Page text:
President Trump’s lingering trade wars are about to soak American whiskey makers even as the rest of the US booze industry celebrates a recent lifting of tariffs on wine, vodka and rum.
Major US whiskey brands — from Woodford Reserve to Jim Beam and Maker’s Mark — have been on the rocks since 2018 over massive 25 percent tariffs imposed on their sales to Europe and the United Kingdom — thanks to a Trump-era war on steel and aluminum imports.
Now, even as the Biden administration works to rebuild US trade relations with Europe and the UK, tariffs on US whiskeys are poised to double on June 1 to 50 percent. Distillers say their sales to Europe, a key market for whiskey, will be put on ice indefinitely if that happens.
A 50 percent tariff would make us “so uncompetitive with a $30 bottle in the US costing 60 euros, that I won’t be able to ship product to Europe anymore,” Michael Langan, general manager of Yellow Rose Distilling of Houston, told The Post.
Yellow Rose’s shipments to Europe fell by fivefold to just 1,000 cases last year as a result of the tariffs, Langan said. If the 50 percent tariffs kick in, his US exports to Europe will fall to zero, he said, and bouncing back will be tough.
“American whiskey is losing market share and shelf space in Europe to competitors from Japan and Asia who are taking our place,” Langan lamented.
US whiskey exports to Europe were on the rise before the tariffs went into effect, up 28 percent for the first six months of 2018, according to the Distilled Spirits Council of the United States. Since then, however, US whiskey exports have fallen by 37 percent to Europe and 53 percent to the UK, the trade group said.
Among those suffering are Brown-Forman, the maker of Jack Daniel’s, which has been absorbing much of the added costs in an effort to not lose market share — suffering profit margin declines in the process.
But even a company like Brown-Forman, which also makes Woodford Reserve and Finlandia vodka, finds the impending 50 percent tariff hard to swallow.
“At a tariff rate of 25 percent, we decided to shield our European customers … whenever possible,” Chief Executive Lawson Whiting told Politico on March 11. “Everyone can imagine that, at a rate of 50 percent, suddenly that shielding becomes much more difficult.”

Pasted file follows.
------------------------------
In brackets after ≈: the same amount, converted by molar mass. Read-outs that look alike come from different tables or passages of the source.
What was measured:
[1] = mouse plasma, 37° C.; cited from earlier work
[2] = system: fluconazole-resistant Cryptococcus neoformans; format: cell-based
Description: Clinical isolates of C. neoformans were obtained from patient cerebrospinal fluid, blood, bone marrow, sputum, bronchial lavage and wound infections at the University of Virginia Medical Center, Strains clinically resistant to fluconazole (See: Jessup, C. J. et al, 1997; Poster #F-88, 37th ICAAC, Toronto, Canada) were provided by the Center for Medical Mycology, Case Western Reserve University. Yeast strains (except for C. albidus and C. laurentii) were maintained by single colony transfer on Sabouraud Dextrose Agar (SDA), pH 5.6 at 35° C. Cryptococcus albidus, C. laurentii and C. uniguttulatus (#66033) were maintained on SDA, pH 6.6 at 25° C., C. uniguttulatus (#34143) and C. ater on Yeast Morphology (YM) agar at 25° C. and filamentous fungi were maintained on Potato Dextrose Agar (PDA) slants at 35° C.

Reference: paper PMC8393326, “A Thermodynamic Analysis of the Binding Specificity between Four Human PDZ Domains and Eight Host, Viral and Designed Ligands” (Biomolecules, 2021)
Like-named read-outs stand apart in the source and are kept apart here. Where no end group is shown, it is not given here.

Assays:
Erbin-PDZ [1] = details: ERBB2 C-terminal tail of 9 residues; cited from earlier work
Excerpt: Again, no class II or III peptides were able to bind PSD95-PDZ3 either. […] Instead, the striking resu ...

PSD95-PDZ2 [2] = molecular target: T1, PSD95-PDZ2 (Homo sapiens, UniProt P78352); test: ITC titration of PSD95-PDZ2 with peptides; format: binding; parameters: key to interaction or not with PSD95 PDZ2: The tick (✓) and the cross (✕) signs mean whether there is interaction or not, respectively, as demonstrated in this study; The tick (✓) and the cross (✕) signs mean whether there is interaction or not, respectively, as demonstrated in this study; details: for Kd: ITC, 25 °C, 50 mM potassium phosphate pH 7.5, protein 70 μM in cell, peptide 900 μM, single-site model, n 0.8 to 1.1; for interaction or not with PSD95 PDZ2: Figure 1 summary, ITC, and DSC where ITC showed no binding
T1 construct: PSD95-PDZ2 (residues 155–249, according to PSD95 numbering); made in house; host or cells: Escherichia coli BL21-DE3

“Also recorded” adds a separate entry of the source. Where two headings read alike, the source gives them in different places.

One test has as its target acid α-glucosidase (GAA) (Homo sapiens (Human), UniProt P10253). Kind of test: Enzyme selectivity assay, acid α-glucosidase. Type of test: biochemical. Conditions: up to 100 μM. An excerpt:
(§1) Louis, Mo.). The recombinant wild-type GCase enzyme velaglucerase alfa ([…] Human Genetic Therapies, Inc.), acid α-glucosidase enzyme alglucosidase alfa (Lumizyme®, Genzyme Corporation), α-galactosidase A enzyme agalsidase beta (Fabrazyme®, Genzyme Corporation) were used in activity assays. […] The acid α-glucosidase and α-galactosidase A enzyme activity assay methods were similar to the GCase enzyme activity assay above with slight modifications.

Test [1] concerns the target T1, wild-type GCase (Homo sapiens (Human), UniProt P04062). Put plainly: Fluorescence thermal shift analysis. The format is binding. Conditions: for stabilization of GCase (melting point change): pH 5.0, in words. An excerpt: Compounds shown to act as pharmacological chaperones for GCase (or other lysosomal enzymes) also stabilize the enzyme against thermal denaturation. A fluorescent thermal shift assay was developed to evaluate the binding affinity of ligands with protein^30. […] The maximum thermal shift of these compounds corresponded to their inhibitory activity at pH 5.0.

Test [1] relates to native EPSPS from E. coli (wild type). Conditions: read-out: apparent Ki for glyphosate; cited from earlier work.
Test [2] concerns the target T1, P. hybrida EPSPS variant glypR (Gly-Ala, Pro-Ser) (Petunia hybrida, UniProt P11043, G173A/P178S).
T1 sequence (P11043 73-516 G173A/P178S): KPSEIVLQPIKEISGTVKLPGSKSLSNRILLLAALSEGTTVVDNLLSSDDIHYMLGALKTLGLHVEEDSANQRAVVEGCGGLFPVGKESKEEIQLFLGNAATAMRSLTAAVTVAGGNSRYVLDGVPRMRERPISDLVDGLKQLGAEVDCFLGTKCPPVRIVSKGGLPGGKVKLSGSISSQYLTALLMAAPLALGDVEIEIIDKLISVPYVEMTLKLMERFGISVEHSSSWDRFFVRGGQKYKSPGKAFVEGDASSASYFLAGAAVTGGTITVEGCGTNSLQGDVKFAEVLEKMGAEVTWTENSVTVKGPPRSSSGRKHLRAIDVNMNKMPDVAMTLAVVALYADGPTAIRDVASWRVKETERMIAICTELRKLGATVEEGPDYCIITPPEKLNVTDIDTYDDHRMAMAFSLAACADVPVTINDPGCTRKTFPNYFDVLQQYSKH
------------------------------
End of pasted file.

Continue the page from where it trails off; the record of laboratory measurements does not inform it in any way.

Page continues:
Brown-Forman is headquartered in Kentucky, the birthplace of bourbon, a type of whiskey that relies heavily on corn for its distinctive sweet flavor. Kentucky is also the home state of noted Trump ally Sen. Mitch McConnell, which is a big reason the whiskey industry was targeted by European trade representatives in the first place, experts said.
“The Trump administration took a very aggressive posture with the EU and as a result that contributed to the EU being very targeted at the time on where to apply the pressure points,” Chris Swonger, chief executive of the Distilled Spirits Council told The Post. “There’s a lot of whiskey made in Kentucky.”
It’s not just Kentucky that’s suffering, however. There are 37 states that export whiskey overseas and distillers from Virginia to New York say they are feeling the pain.
Cleveland Whiskey has already thrown in the towel on exporting to Europe as a result of the tariffs. “No one wanted to put product on a boat that they’d have to pay a lot more for when the product arrived,” explained Tom Lix, chief executive of the Ohio distillery, which derived 20 percent of its revenues from exports in 2017.
Exporting whiskey had also been the fastest growing segment of New York Distilling Co.’s business in hipster Williamsburg, Brooklyn, before the tariffs, accounting for 15 percent of sales in 2018, owner Tom Potter told The Post. The tariffs stopped that growth in its tracks and exports now account for just 5 percent of overall sales, Potter said.
“We thought it could eventually reach 50 percent of our sales,” said Potter, whose company makes rye whiskeys with names like Mister Katz’s and Ragtime Rye. “We don’t know if we can count on exports helping our company again.”
The tariffs have also poured cold water on exports at Catoctin Creek Distilling, a Purcellville, Va., distillery whose internationally recognized hootch is sold at Manhattan’s popular Astor Wines & Spirits.
Catoctin Creek’s whiskeys currently generate about $10,000 in sales from Europe versus several million in sales prior to the tariffs. “We had predicted that our overseas sales would double in 2018 to 22 percent,” Scott Harris, Catoctin Creek’s founder, told The Post. “But now it’s about half a percent.”
The Biden administration reached a truce in Trump’s trade war over aircraft subsidies earlier this month, resulting in a four-month freeze of tariffs that had been hammering a wide swath of US booze buyers and sellers — including a 25 percent tax by Europe on American rum, brandy and vodka and a 25 percent tax by the US on wines imported from the UK, Spain, Germany and France.
And the president’s newly confirmed Trade Representative, Katherine Tai, is now offering the whiskey industry hope, including a March 22 discussion with her EU and UK counterparts over “global steel and aluminum overcapacity,” the trade office said.
But the industries hurt by the on-going steel and aluminum trade war — a group that also includes tobacco sellers and Harley-Davidson motorbikes — continue to be slammed as Biden faces pressure from steelmakers and their unions to maintain the steel tariffs.
Harris of Catoctin Creek popped a bottle of champagne and posted on Twitter when the aircraft tariff truce broke on March 5, because he initially thought it would help the whiskey industry, he said.
“But then my wife sent me a private message telling me the reprieve wasn’t for us and I had to retract our congratulations that were going on out social media,” he said. “We felt unloved.”
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